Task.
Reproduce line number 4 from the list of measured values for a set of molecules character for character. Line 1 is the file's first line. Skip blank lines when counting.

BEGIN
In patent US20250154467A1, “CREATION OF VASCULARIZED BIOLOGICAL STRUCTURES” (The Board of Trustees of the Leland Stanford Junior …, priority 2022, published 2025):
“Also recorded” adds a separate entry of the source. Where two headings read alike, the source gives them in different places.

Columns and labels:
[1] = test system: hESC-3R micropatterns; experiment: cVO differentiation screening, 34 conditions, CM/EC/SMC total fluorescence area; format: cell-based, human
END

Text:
[1] = test system: hESC-3R micropatterns; experiment: cVO differentiation screening, 34 conditions, CM/EC/SMC total fluorescence area; format: cell-based, human